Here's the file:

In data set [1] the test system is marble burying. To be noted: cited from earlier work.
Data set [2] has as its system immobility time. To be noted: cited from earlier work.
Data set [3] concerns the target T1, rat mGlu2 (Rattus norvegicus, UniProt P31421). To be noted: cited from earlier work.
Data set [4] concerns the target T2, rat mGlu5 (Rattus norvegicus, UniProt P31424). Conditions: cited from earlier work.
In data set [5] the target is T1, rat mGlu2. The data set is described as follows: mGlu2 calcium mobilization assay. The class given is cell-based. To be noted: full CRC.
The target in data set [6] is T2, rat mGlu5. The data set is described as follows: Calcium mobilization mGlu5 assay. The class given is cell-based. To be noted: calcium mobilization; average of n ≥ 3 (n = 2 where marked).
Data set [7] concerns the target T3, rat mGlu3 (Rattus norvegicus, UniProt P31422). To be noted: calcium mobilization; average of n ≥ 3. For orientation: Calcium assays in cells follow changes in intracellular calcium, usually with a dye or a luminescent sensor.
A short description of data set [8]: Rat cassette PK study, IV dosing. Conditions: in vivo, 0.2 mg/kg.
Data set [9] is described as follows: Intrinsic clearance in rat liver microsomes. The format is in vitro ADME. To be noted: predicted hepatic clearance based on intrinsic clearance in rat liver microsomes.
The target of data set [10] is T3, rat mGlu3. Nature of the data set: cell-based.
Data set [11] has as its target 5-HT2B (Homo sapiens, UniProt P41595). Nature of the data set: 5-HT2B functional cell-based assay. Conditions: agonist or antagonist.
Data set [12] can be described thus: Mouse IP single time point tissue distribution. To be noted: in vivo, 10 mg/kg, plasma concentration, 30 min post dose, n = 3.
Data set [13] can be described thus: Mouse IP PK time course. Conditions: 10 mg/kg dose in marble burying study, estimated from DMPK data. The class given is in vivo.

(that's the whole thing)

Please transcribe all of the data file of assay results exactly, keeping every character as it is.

In data set [1] the test system is marble burying. To be noted: cited from earlier work.
Data set [2] has as its system immobility time. To be noted: cited from earlier work.
Data set [3] concerns the target T1, rat mGlu2 (Rattus norvegicus, UniProt P31421). To be noted: cited from earlier work.
Data set [4] concerns the target T2, rat mGlu5 (Rattus norvegicus, UniProt P31424). Conditions: cited from earlier work.
In data set [5] the target is T1, rat mGlu2. The data set is described as follows: mGlu2 calcium mobilization assay. The class given is cell-based. To be noted: full CRC.
The target in data set [6] is T2, rat mGlu5. The data set is described as follows: Calcium mobilization mGlu5 assay. The class given is cell-based. To be noted: calcium mobilization; average of n ≥ 3 (n = 2 where marked).
Data set [7] concerns the target T3, rat mGlu3 (Rattus norvegicus, UniProt P31422). To be noted: calcium mobilization; average of n ≥ 3. For orientation: Calcium assays in cells follow changes in intracellular calcium, usually with a dye or a luminescent sensor.
A short description of data set [8]: Rat cassette PK study, IV dosing. Conditions: in vivo, 0.2 mg/kg.
Data set [9] is described as follows: Intrinsic clearance in rat liver microsomes. The format is in vitro ADME. To be noted: predicted hepatic clearance based on intrinsic clearance in rat liver microsomes.
The target of data set [10] is T3, rat mGlu3. Nature of the data set: cell-based.
Data set [11] has as its target 5-HT2B (Homo sapiens, UniProt P41595). Nature of the data set: 5-HT2B functional cell-based assay. Conditions: agonist or antagonist.
Data set [12] can be described thus: Mouse IP single time point tissue distribution. To be noted: in vivo, 10 mg/kg, plasma concentration, 30 min post dose, n = 3.
Data set [13] can be described thus: Mouse IP PK time course. Conditions: 10 mg/kg dose in marble burying study, estimated from DMPK data. The class given is in vivo.